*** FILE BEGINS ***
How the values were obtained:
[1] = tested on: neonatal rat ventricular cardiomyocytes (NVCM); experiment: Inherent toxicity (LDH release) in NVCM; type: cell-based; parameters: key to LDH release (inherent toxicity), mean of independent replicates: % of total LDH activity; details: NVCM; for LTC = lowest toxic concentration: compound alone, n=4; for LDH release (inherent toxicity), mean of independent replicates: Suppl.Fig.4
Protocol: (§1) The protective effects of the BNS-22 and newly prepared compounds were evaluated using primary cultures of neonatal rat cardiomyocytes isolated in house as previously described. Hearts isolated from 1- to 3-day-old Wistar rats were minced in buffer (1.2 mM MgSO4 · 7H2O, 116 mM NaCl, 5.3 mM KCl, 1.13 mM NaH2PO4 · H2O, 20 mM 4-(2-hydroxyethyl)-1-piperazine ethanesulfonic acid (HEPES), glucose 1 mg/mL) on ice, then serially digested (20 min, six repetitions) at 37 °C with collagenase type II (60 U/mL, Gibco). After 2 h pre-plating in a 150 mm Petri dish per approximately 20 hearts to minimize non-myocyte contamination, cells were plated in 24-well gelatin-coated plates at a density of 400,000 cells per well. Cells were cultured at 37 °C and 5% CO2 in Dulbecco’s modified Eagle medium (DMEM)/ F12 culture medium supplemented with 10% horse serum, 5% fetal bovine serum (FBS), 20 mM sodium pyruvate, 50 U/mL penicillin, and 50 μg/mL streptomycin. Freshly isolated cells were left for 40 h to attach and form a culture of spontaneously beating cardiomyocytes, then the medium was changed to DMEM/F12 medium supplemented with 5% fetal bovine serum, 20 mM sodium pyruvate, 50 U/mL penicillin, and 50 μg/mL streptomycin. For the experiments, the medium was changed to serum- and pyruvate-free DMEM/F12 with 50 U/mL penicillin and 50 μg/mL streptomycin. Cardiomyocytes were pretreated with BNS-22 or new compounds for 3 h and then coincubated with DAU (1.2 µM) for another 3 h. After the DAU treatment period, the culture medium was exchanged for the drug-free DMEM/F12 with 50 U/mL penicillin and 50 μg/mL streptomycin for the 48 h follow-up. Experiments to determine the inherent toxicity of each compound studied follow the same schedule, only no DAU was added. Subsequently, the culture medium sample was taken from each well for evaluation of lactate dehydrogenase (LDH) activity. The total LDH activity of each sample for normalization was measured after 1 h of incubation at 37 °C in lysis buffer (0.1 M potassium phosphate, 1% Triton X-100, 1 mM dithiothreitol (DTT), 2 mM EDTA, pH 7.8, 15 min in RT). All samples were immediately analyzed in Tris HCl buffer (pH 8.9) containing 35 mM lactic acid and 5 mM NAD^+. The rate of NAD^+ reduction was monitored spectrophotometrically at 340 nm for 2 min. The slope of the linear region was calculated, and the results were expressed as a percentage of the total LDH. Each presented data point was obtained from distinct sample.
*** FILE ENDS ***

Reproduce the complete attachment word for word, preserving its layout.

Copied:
How the values were obtained:
[1] = tested on: neonatal rat ventricular cardiomyocytes (NVCM); experiment: Inherent toxicity (LDH release) in NVCM; type: cell-based; parameters: key to LDH release (inherent toxicity), mean of independent replicates: % of total LDH activity; details: NVCM; for LTC = lowest toxic concentration: compound alone, n=4; for LDH release (inherent toxicity), mean of independent replicates: Suppl.Fig.4
Protocol: (§1) The protective effects of the BNS-22 and newly prepared compounds were evaluated using primary cultures of neonatal rat cardiomyocytes isolated in house as previously described. Hearts isolated from 1- to 3-day-old Wistar rats were minced in buffer (1.2 mM MgSO4 · 7H2O, 116 mM NaCl, 5.3 mM KCl, 1.13 mM NaH2PO4 · H2O, 20 mM 4-(2-hydroxyethyl)-1-piperazine ethanesulfonic acid (HEPES), glucose 1 mg/mL) on ice, then serially digested (20 min, six repetitions) at 37 °C with collagenase type II (60 U/mL, Gibco). After 2 h pre-plating in a 150 mm Petri dish per approximately 20 hearts to minimize non-myocyte contamination, cells were plated in 24-well gelatin-coated plates at a density of 400,000 cells per well. Cells were cultured at 37 °C and 5% CO2 in Dulbecco’s modified Eagle medium (DMEM)/ F12 culture medium supplemented with 10% horse serum, 5% fetal bovine serum (FBS), 20 mM sodium pyruvate, 50 U/mL penicillin, and 50 μg/mL streptomycin. Freshly isolated cells were left for 40 h to attach and form a culture of spontaneously beating cardiomyocytes, then the medium was changed to DMEM/F12 medium supplemented with 5% fetal bovine serum, 20 mM sodium pyruvate, 50 U/mL penicillin, and 50 μg/mL streptomycin. For the experiments, the medium was changed to serum- and pyruvate-free DMEM/F12 with 50 U/mL penicillin and 50 μg/mL streptomycin. Cardiomyocytes were pretreated with BNS-22 or new compounds for 3 h and then coincubated with DAU (1.2 µM) for another 3 h. After the DAU treatment period, the culture medium was exchanged for the drug-free DMEM/F12 with 50 U/mL penicillin and 50 μg/mL streptomycin for the 48 h follow-up. Experiments to determine the inherent toxicity of each compound studied follow the same schedule, only no DAU was added. Subsequently, the culture medium sample was taken from each well for evaluation of lactate dehydrogenase (LDH) activity. The total LDH activity of each sample for normalization was measured after 1 h of incubation at 37 °C in lysis buffer (0.1 M potassium phosphate, 1% Triton X-100, 1 mM dithiothreitol (DTT), 2 mM EDTA, pH 7.8, 15 min in RT). All samples were immediately analyzed in Tris HCl buffer (pH 8.9) containing 35 mM lactic acid and 5 mM NAD^+. The rate of NAD^+ reduction was monitored spectrophotometrically at 340 nm for 2 min. The slope of the linear region was calculated, and the results were expressed as a percentage of the total LDH. Each presented data point was obtained from distinct sample.